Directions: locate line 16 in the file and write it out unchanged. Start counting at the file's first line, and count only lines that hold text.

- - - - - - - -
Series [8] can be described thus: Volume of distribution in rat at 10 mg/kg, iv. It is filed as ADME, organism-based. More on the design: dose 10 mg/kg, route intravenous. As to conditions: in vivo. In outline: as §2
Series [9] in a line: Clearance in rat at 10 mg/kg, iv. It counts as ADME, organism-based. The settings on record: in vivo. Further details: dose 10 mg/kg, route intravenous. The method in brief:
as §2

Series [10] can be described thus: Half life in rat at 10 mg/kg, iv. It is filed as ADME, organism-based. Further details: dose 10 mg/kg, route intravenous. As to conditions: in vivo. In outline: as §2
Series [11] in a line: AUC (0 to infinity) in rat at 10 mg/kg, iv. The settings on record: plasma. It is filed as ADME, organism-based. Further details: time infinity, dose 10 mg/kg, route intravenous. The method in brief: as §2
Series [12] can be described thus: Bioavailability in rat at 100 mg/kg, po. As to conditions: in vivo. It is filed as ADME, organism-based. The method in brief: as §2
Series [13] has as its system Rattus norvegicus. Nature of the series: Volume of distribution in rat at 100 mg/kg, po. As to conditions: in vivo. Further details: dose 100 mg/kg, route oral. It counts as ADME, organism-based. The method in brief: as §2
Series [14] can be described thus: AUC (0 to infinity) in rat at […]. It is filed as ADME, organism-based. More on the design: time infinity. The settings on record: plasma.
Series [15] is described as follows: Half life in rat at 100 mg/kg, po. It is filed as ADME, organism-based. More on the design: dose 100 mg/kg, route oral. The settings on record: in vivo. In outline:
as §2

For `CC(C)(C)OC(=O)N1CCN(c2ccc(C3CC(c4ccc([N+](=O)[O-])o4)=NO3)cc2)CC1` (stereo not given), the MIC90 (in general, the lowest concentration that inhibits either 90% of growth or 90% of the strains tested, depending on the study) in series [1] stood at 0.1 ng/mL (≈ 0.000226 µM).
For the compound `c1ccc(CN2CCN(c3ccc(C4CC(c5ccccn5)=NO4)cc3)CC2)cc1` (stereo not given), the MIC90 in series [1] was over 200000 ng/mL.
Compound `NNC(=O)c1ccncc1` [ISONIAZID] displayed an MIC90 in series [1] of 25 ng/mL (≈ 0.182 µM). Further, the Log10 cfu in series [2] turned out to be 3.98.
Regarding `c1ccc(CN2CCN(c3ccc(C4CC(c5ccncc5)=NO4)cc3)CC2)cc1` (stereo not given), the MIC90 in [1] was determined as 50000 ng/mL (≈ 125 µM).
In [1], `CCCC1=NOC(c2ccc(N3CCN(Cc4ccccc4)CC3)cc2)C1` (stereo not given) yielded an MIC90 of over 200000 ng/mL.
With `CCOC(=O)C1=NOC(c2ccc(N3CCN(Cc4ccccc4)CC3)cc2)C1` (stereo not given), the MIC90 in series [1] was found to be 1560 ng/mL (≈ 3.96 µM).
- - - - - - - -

With `CCOC(=O)C1=NOC(c2ccc(N3CCN(Cc4ccccc4)CC3)cc2)C1` (stereo not given), the MIC90 in series [1] was found to be 1560 ng/mL (≈ 3.96 µM).